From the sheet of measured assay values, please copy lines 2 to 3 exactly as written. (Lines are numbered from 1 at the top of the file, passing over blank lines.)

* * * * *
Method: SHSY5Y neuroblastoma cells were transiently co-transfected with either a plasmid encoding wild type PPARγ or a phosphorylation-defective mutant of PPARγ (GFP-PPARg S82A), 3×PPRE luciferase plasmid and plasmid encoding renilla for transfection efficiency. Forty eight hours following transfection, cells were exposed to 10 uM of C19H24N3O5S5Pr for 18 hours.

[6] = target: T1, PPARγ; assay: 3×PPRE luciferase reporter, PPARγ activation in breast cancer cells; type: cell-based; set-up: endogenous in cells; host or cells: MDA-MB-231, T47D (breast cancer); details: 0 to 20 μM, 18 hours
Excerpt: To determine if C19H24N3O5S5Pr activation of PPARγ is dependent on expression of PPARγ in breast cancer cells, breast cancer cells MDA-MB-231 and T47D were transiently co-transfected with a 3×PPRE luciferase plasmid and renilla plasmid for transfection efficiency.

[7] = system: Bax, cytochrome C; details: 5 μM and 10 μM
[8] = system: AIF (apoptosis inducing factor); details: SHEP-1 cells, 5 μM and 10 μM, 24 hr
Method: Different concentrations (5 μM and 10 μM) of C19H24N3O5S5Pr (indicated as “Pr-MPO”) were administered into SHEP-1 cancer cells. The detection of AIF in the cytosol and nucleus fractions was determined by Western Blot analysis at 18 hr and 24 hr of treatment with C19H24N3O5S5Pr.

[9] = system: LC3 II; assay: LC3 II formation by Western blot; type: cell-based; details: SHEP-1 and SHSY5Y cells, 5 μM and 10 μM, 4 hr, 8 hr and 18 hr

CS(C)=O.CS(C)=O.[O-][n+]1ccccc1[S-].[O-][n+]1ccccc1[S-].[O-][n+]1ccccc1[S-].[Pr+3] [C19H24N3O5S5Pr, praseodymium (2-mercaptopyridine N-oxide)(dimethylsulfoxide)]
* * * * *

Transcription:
[6] = target: T1, PPARγ; assay: 3×PPRE luciferase reporter, PPARγ activation in breast cancer cells; type: cell-based; set-up: endogenous in cells; host or cells: MDA-MB-231, T47D (breast cancer); details: 0 to 20 μM, 18 hours
Excerpt: To determine if C19H24N3O5S5Pr activation of PPARγ is dependent on expression of PPARγ in breast cancer cells, breast cancer cells MDA-MB-231 and T47D were transiently co-transfected with a 3×PPRE luciferase plasmid and renilla plasmid for transfection efficiency.